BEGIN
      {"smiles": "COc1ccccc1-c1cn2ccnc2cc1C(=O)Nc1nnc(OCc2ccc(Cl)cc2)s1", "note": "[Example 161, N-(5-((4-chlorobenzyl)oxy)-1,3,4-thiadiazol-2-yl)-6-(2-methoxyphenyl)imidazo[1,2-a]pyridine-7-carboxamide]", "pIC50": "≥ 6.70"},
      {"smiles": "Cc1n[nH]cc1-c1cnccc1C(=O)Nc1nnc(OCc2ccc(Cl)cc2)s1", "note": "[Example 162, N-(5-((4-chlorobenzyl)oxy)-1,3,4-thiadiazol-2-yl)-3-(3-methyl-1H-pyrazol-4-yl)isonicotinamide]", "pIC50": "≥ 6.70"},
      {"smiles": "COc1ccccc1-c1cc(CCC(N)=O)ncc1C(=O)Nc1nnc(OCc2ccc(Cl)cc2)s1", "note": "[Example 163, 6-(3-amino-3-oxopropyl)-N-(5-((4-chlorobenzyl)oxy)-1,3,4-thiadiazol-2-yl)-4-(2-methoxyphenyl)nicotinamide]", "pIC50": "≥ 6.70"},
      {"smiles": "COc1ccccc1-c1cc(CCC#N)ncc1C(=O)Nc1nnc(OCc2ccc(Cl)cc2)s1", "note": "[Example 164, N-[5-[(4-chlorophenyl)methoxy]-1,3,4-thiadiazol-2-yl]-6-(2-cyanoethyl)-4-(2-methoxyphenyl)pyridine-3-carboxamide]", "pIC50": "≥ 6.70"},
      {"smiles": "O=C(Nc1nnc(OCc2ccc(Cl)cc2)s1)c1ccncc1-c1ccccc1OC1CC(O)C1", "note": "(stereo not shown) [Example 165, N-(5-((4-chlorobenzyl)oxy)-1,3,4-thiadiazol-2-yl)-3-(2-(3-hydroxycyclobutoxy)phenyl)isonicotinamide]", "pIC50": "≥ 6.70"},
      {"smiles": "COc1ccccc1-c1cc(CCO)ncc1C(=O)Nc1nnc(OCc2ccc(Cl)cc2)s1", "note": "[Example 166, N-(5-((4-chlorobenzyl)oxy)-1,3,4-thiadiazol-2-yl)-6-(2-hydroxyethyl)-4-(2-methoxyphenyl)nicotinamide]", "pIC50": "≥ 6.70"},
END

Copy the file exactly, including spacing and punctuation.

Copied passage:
      {"smiles": "COc1ccccc1-c1cn2ccnc2cc1C(=O)Nc1nnc(OCc2ccc(Cl)cc2)s1", "note": "[Example 161, N-(5-((4-chlorobenzyl)oxy)-1,3,4-thiadiazol-2-yl)-6-(2-methoxyphenyl)imidazo[1,2-a]pyridine-7-carboxamide]", "pIC50": "≥ 6.70"},
      {"smiles": "Cc1n[nH]cc1-c1cnccc1C(=O)Nc1nnc(OCc2ccc(Cl)cc2)s1", "note": "[Example 162, N-(5-((4-chlorobenzyl)oxy)-1,3,4-thiadiazol-2-yl)-3-(3-methyl-1H-pyrazol-4-yl)isonicotinamide]", "pIC50": "≥ 6.70"},
      {"smiles": "COc1ccccc1-c1cc(CCC(N)=O)ncc1C(=O)Nc1nnc(OCc2ccc(Cl)cc2)s1", "note": "[Example 163, 6-(3-amino-3-oxopropyl)-N-(5-((4-chlorobenzyl)oxy)-1,3,4-thiadiazol-2-yl)-4-(2-methoxyphenyl)nicotinamide]", "pIC50": "≥ 6.70"},
      {"smiles": "COc1ccccc1-c1cc(CCC#N)ncc1C(=O)Nc1nnc(OCc2ccc(Cl)cc2)s1", "note": "[Example 164, N-[5-[(4-chlorophenyl)methoxy]-1,3,4-thiadiazol-2-yl]-6-(2-cyanoethyl)-4-(2-methoxyphenyl)pyridine-3-carboxamide]", "pIC50": "≥ 6.70"},
      {"smiles": "O=C(Nc1nnc(OCc2ccc(Cl)cc2)s1)c1ccncc1-c1ccccc1OC1CC(O)C1", "note": "(stereo not shown) [Example 165, N-(5-((4-chlorobenzyl)oxy)-1,3,4-thiadiazol-2-yl)-3-(2-(3-hydroxycyclobutoxy)phenyl)isonicotinamide]", "pIC50": "≥ 6.70"},
      {"smiles": "COc1ccccc1-c1cc(CCO)ncc1C(=O)Nc1nnc(OCc2ccc(Cl)cc2)s1", "note": "[Example 166, N-(5-((4-chlorobenzyl)oxy)-1,3,4-thiadiazol-2-yl)-6-(2-hydroxyethyl)-4-(2-methoxyphenyl)nicotinamide]", "pIC50": "≥ 6.70"},